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Office of the Press Secretary

For Immediate Release October 14, 2000


Two weeks ago, the fiscal 2000 budget year ended. Since then, I have had to sign two short-term continuing resolutions to keep the government open. Yet Congress has yet to complete and send me 8 of 13 spending bills. Last night, I signed another one-week extension. Let me serve notice now: if Congress fails to meet this deadline, any further extensions must be at most for a very few days. Congress needs to finish its work and send me a budget. It should be a budget that is fiscally responsible, that reflects the values of the American people, and that invests in the future, especially in the education of our children.

I sent such a budget to Congress in February. Among other things, my budget calls for tax credits to help communities build or modernize 6,000 schools, and grants and loans for emergency repairs in 5,000 schools a year for five years. The need is undeniable. The average American school building is now more than 40 years old. At least 60 percent of the schools in every state are in need of repair. And some schools actually pose health risks to students. I received a letter yesterday from some of the nation's top health organizations, including the American Lung Association and the National Association of school nurses. They point out that in many of our older school buildings, the air is polluted with lead, radon gas, and other substances harmful to our children's health.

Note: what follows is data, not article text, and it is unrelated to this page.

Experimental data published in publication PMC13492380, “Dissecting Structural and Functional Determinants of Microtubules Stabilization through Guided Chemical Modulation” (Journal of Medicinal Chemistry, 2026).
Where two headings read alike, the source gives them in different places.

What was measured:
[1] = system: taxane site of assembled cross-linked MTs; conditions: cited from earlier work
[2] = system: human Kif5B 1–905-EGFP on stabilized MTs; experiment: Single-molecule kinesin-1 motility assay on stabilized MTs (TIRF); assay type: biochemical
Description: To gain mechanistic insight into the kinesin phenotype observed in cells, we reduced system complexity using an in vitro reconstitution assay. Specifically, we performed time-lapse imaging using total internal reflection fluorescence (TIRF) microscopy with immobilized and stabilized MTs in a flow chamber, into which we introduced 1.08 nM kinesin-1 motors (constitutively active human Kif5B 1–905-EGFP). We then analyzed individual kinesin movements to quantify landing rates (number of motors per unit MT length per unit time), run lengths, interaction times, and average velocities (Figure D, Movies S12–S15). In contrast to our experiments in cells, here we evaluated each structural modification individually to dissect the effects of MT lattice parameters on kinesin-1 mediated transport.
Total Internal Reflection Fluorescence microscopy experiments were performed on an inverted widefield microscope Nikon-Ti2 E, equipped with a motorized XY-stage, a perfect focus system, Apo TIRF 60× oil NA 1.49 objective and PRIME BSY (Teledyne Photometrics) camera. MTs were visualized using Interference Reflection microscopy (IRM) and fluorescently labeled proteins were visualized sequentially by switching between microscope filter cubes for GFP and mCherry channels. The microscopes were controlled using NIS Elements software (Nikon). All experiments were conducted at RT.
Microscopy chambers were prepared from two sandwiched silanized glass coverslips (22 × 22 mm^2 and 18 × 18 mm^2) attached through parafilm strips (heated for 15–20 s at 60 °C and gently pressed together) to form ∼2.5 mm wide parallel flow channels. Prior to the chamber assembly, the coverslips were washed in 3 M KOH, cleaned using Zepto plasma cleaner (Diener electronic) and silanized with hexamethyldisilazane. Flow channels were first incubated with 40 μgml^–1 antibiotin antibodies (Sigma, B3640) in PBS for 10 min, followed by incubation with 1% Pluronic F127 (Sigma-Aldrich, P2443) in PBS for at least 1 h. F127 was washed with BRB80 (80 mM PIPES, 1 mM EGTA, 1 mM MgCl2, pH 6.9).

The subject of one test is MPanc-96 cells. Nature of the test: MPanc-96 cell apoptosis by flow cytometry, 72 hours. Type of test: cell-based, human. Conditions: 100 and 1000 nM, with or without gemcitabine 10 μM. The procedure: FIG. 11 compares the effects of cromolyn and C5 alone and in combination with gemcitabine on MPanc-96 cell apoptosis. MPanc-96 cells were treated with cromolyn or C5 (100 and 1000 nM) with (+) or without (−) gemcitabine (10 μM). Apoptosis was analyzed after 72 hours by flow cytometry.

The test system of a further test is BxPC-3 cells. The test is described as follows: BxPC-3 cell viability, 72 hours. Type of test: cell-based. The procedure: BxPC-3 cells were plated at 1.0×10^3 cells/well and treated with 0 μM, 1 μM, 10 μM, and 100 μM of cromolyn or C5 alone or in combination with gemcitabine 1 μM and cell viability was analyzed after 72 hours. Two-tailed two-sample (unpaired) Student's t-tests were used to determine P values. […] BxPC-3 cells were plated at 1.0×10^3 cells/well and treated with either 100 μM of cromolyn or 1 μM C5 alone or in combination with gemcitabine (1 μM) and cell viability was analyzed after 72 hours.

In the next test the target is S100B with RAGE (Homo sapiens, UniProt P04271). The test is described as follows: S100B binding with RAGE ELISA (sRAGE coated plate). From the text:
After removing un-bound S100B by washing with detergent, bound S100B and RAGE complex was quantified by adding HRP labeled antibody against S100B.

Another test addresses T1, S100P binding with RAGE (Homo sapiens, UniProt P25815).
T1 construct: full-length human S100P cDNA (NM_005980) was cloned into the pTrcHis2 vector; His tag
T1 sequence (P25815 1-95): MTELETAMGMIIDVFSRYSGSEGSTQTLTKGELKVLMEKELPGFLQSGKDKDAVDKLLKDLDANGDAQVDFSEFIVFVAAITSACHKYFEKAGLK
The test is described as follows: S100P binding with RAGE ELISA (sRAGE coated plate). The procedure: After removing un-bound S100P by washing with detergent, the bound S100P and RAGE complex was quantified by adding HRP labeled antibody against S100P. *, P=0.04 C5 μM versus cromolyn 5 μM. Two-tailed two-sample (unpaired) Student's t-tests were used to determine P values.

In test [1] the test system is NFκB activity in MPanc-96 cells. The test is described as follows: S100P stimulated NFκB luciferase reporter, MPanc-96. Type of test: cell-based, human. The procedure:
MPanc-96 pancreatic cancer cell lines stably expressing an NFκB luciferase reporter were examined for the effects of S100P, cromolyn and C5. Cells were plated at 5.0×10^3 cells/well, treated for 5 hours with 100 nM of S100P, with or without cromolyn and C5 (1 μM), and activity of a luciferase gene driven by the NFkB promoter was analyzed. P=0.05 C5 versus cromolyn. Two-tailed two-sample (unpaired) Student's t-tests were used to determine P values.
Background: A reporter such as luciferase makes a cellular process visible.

These groups endorse my proposal to rebuild and repair our schools. A bipartisan majority in the House of Representatives is ready right now to pass school construction tax credits. Unfortunately, the Republican leadership continues to stand in the way and refuses to bring it to a vote. It's time for Congress to act. It's unfair to ask America's children to lift themselves up in school buildings that are falling down.

The majority party's education budget also fails to make other vital investments in education. It does not ensure the hiring of another 20,000 teachers to reduce class sizes. It denies afterschool to over 1.6 million children who would get it under my balanced budget proposal. It shortchanges efforts to improve teacher quality. And it invests nothing to help states turn around failing schools or shut them down and reopen them under new management.

The continuing resolution I signed last night gives Congress seven more days to act. That is enough time to pass a responsible budget that modernizes our schools, strengthens accountability, lowers class sizes, expands afterschool, mentoring, and college opportunities for young people, and helps put a qualified teacher in every classroom. It should also be a budget that puts more police on the street, that enforces civil rights, ensures equal pay, expands health care, and creates opportunities for all Americans to share in our strong economy through our New Markets Initiative.

At this time of unprecedented prosperity, there is no reason we can't put partisanship aside and make the investments we know will move our nation forward, especially in the education of our children. By building stronger schools, we'll build a stronger America in the future.